The Nadal loss is. . . stunning for some, predictable for others, symptomatic of the plague of injury, somehow an injustice . . .
My crap detector condemned the premature ejaculation over Nadal’s championship form against this or that also-ran (I sound pretty disrespectful in these over-generalizations of ATP talent, but I think my point is taken, understood: there were much deeper draws elsewhere). I said the same about Federer’s early going: the media’s unwarranted advances on the Swiss Maestro seemed pretty foolish — to the ears and eyes.
Looks like the early warning signs we got from Nadal’s camp pre-Melbourne were indeed as consequential as some believed (which is another reason to slow your roll on the hype machine. There are some fitness concerns in addition to the fact that he’s not really being tested based on his draw).
I am guilty of assuming that more often than not: these #1-seed angels will lift and carry him to another unearthly title that seems to betray my common sense (this is a confession).
But to the point: Nadal was not in any shape to really contend. He faced his first legitimate threat and looked a little nervy and less than ascendant early before Cilic finally pulled his game together and started playing some business-end of the tournament tennis (this is what I was interested in with Federer last night. He hadn’t been tested. And consistent with these concerns, he was in trouble early. But he too pulled his game together and yes THAT was a clinic, compared to the one against, who was it, Bedene?).
Although Cilic looked shaky as well early-on in this QF and lost the first seemingly important set, he was able to resist and test the Spaniard’s body. That third set TB, though going Nadal’s way, was perhaps the straw that broke the bull’s back. Cilic really won going away from that point on.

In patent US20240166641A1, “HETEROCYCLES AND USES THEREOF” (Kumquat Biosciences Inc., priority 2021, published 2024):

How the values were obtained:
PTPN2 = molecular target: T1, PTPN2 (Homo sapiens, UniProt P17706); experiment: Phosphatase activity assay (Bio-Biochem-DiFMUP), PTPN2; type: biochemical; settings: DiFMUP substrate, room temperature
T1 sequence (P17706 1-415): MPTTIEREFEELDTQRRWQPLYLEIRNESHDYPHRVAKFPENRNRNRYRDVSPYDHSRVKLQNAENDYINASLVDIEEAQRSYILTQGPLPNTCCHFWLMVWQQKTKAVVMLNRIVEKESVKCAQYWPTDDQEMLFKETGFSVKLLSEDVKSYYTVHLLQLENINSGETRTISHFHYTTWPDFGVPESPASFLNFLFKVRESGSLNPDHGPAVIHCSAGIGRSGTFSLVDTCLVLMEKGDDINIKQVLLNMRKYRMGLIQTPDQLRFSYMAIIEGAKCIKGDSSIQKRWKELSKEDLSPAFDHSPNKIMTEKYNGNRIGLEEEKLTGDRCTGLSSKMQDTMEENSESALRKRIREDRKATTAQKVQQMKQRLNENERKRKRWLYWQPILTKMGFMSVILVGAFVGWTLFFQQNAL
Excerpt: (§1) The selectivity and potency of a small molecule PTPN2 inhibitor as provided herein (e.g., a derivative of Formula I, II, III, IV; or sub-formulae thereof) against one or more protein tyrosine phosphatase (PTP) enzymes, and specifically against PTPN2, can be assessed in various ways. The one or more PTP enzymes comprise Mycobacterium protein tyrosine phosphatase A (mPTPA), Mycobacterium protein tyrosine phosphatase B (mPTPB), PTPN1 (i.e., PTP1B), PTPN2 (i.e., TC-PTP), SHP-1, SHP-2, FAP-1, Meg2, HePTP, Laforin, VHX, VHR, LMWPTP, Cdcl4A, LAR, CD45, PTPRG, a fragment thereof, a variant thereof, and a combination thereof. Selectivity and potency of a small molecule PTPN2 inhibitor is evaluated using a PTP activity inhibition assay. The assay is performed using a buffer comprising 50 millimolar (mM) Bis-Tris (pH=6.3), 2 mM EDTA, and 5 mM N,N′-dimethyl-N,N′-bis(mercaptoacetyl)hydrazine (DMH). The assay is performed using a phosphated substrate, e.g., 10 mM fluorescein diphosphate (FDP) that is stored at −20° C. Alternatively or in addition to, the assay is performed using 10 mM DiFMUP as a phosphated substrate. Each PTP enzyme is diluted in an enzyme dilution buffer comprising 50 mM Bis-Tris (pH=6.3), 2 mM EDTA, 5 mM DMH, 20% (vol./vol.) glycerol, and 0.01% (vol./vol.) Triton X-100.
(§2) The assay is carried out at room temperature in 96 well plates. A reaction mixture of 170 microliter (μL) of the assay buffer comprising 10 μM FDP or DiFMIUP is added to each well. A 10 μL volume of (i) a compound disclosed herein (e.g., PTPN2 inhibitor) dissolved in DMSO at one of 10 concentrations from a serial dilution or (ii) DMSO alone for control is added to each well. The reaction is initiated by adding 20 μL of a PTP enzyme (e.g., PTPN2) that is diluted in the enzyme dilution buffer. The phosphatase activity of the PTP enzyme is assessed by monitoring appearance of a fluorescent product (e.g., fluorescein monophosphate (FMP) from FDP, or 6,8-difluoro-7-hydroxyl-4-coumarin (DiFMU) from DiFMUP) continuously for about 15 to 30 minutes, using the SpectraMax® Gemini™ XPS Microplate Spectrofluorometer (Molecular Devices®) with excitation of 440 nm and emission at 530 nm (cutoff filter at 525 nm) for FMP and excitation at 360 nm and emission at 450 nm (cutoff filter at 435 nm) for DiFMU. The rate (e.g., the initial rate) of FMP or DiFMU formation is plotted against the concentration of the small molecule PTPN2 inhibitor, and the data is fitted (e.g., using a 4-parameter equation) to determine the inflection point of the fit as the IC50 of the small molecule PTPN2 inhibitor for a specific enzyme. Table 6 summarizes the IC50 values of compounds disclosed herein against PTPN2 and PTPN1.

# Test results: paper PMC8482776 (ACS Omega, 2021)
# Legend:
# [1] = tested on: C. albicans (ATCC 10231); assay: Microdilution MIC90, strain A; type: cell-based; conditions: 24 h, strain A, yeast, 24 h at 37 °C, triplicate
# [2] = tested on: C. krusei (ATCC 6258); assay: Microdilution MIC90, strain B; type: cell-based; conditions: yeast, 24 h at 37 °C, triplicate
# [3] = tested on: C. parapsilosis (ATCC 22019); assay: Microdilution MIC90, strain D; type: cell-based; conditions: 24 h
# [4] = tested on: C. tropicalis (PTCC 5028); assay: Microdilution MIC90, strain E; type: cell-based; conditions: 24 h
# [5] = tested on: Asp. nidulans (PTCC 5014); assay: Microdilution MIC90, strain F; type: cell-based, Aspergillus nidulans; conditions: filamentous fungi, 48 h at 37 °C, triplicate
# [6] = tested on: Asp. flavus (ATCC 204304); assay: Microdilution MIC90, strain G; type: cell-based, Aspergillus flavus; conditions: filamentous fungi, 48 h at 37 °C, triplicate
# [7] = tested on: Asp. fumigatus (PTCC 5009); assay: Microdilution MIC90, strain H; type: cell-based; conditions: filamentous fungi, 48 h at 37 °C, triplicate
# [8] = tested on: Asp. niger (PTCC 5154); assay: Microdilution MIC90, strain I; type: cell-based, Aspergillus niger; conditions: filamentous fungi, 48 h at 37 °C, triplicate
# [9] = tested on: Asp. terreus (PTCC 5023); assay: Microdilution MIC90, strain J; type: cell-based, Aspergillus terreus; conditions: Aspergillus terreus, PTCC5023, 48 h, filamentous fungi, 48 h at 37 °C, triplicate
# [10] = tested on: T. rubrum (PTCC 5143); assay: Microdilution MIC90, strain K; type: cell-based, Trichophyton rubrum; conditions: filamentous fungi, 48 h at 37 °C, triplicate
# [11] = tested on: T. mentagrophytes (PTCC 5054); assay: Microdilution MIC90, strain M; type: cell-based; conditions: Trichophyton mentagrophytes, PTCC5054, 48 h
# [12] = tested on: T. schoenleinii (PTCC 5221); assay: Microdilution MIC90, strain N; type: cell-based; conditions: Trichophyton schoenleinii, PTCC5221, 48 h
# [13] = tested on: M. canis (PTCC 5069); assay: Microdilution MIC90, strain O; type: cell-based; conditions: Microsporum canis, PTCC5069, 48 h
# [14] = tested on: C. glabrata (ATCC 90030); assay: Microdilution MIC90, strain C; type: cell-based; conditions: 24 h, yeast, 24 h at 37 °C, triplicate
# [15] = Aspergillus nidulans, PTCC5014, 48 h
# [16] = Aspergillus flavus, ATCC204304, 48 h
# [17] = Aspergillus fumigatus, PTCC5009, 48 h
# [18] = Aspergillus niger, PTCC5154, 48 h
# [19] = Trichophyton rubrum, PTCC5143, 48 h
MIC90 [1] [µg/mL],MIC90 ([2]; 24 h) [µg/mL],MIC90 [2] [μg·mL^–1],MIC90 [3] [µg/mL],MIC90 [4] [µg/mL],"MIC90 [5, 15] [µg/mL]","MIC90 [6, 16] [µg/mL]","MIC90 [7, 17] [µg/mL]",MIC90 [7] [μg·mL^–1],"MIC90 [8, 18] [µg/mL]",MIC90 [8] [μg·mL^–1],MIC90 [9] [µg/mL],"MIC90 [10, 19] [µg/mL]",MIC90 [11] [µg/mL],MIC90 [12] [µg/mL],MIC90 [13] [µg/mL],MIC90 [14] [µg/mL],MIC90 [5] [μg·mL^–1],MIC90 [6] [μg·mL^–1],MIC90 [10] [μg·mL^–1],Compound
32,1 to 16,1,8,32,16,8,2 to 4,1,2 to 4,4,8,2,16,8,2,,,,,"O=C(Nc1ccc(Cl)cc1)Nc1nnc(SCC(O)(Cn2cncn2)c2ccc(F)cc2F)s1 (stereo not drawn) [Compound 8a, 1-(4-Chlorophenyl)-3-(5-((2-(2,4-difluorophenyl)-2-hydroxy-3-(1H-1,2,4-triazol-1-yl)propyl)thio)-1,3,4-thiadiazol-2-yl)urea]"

We will explore this injury plague (myth) when we resume writing hopefully later tonight.
One could compare the Nadal/Cilic and the Federer/Berdych QFs in this way: the two victors responded to a “call” from the chair that moved them to channel their anger and thus impose their will in quite the decisive mien.
Actually, Tennis.com’s Steve Tignor brought this up in arguing that this happens in tennis perhaps more often than not. Tignor is arguing that a player who may feel offended or aggrieved for being assessed a code violation often goes on an anger-driven run, resulting in a win.
“Chair umpire Eva Asderaki chose that oddly crucial moment to hand Cilic a violation. Cilic complained, double faulted to give away the break, and kept complaining through the changeover. At first glance, it appeared that Nadal, who was now up a set and a break, was fully in charge of the match.”
Of course, Nadal was not in control. What soon occurred was a change in fortitude from the 6’6″ Croatian. “After being content to rally with Rafa for the first set and a half, Cilic finally did what he had needed to do all along: Move forward as soon as possible and pound his ground strokes into the corners.”
Ahhh, the old power game of the 2018 Australian Open. Cilic smelled the coffee, woke-up and took matters into his own hands.